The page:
Communities and Ecosystems

Positive Ecological Interactions

Many positive interactions take place in an ecosystem in which organisms live in symbiosis, a beneficial ecological relationship between two or more organisms living in direct contact with each other.
Different species living in a community interact with one another in different ways. Many different types of interactions occur. Food chains and food webs are used to describe interactions between organisms according to what they eat. However, there are other interspecific interactions that affect populations within a community. Symbiosis is the ecological relationship between two or more organisms that live in direct contact. There are many types of symbiosis. One type, in which at least one of the interacting species benefits from the interaction, is called a positive interaction.


In mutualism, all species interacting with one another will benefit.
Mutualism is an interaction in which both organisms benefit from the relationship, a positive interaction form of symbiosis. There are two common types of mutualism: obligate mutualists and facultative mutualist. An obligate mutualist is an organism that must have its partner in order to survive. A facultative mutualist is an organism that can survive on its own but for which there is an added benefit if it remains with another organism.

An example of complex obligate mutualism is leaf cutter ants, fungus, and bacteria. The ants cut and harvest leaves from different species of plants. These leaves are carried back to their colony, where the ants grind up the plant matter. The ants inoculate the leaves with a fungus that produces fruiting bodies, which are used as a food source for the ant colony. The ants use bacteria that lives on their body to protect this fungus garden against pathogens that would destroy their fungal partner. The relationship between the ant, fungus, and bacteria is one of mutualism.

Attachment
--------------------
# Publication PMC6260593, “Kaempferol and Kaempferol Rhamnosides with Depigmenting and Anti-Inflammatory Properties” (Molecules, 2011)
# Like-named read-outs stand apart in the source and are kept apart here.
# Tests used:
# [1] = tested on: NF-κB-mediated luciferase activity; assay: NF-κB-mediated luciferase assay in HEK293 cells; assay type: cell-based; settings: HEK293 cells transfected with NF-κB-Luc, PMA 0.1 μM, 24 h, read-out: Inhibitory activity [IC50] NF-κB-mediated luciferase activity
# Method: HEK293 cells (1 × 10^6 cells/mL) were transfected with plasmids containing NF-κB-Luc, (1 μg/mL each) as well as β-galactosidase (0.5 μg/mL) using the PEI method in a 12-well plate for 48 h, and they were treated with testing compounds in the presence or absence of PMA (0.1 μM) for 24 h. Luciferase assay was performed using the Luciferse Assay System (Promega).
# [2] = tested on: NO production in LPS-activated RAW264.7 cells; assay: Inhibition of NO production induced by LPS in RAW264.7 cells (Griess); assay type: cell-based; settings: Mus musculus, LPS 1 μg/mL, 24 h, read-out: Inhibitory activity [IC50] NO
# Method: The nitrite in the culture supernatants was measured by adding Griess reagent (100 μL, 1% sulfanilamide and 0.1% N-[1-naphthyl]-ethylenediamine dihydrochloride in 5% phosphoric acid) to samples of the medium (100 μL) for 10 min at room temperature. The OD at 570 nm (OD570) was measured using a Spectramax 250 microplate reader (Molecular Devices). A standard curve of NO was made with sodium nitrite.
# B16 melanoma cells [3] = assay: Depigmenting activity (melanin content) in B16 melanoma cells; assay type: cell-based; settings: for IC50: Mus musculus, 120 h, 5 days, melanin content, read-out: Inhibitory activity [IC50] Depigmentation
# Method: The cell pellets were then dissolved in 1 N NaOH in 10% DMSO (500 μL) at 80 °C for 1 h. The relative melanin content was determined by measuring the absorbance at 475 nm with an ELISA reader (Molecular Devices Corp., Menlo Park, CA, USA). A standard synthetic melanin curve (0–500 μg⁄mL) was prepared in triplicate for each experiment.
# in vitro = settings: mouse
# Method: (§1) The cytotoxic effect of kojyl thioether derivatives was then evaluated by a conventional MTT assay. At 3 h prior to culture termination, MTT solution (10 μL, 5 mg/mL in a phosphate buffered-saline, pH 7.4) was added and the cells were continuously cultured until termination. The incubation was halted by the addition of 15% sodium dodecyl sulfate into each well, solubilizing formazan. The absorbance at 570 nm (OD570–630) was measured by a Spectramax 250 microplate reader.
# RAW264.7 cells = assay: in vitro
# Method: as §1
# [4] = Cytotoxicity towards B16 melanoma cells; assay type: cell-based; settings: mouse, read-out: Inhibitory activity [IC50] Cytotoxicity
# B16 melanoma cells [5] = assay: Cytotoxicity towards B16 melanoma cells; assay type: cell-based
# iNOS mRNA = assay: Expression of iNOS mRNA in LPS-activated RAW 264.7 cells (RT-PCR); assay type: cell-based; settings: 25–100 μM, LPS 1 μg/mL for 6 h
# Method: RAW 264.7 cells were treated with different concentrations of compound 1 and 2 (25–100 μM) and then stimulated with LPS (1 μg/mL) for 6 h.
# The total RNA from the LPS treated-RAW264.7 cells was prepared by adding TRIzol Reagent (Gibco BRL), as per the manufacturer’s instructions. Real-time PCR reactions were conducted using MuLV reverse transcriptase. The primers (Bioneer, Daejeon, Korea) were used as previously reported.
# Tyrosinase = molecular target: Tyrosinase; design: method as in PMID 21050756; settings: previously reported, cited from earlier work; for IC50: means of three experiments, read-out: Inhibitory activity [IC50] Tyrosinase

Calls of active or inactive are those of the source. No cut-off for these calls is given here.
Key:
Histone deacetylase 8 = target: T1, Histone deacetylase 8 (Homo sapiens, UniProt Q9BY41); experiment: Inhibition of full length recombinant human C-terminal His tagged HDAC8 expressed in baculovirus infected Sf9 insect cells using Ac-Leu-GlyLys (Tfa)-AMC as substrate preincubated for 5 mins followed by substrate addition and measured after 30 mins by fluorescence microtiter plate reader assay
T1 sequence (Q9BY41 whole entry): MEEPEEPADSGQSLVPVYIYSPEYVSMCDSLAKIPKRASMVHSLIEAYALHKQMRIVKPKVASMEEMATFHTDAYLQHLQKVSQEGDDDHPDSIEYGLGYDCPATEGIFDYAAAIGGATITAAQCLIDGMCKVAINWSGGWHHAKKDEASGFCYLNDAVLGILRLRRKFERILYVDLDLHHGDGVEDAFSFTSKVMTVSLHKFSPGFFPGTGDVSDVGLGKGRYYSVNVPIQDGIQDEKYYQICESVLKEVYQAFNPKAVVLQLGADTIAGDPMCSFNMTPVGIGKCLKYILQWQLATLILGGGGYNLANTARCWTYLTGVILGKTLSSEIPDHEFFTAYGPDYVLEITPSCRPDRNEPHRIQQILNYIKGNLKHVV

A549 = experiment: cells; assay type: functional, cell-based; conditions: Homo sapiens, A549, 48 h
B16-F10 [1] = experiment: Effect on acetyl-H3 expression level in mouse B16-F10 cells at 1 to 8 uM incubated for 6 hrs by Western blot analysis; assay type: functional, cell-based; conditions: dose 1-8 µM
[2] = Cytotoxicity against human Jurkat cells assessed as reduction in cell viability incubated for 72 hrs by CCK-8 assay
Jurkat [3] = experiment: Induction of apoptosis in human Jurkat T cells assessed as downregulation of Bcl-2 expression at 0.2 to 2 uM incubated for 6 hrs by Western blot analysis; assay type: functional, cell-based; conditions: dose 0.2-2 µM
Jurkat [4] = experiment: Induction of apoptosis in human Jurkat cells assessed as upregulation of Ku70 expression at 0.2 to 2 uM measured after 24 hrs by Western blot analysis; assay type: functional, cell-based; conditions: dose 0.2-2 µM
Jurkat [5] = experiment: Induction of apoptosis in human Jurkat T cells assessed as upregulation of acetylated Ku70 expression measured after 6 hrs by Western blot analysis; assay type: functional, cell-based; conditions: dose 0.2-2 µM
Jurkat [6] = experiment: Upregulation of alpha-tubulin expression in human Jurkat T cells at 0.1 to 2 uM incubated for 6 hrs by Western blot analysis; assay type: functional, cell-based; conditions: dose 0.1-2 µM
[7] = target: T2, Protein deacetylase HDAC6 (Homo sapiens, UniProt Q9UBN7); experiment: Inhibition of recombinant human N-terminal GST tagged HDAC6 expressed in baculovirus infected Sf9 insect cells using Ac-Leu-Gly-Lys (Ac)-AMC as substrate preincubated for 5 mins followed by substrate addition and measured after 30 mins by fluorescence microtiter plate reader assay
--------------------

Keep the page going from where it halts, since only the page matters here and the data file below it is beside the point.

An example of facultative mutualism is a plant that produces a fruit that is eaten by a bird. The fruit helps the bird survive, and the bird helps with dispersing seeds when they move through its digestive system and are deposited in locations that the plant could not reach on its own. Both organisms could survive on their own, but there is a benefit to each if they remain in the other's environment.


In commensalism, one species benefits, but the other is not affected either positively or negatively by the interaction.
Commensalism, a positive interaction form of symbiosis, is an interaction in which one species benefits but the other neither benefits nor is harmed. Most often this occurs between a larger organism and a smaller one. The smaller organism often receives the benefit of the relationship. An example of commensalism occurs with cowbirds and cattle. Cowbirds eat insects that become available as cattle wander through the grasslands to feed. Cowbirds follow the cattle, eating the insects that are disturbed by the cattle's movement. In this case, the cattle do not benefit, but they also not harmed by the cowbirds as they follow the cattle to eat insects.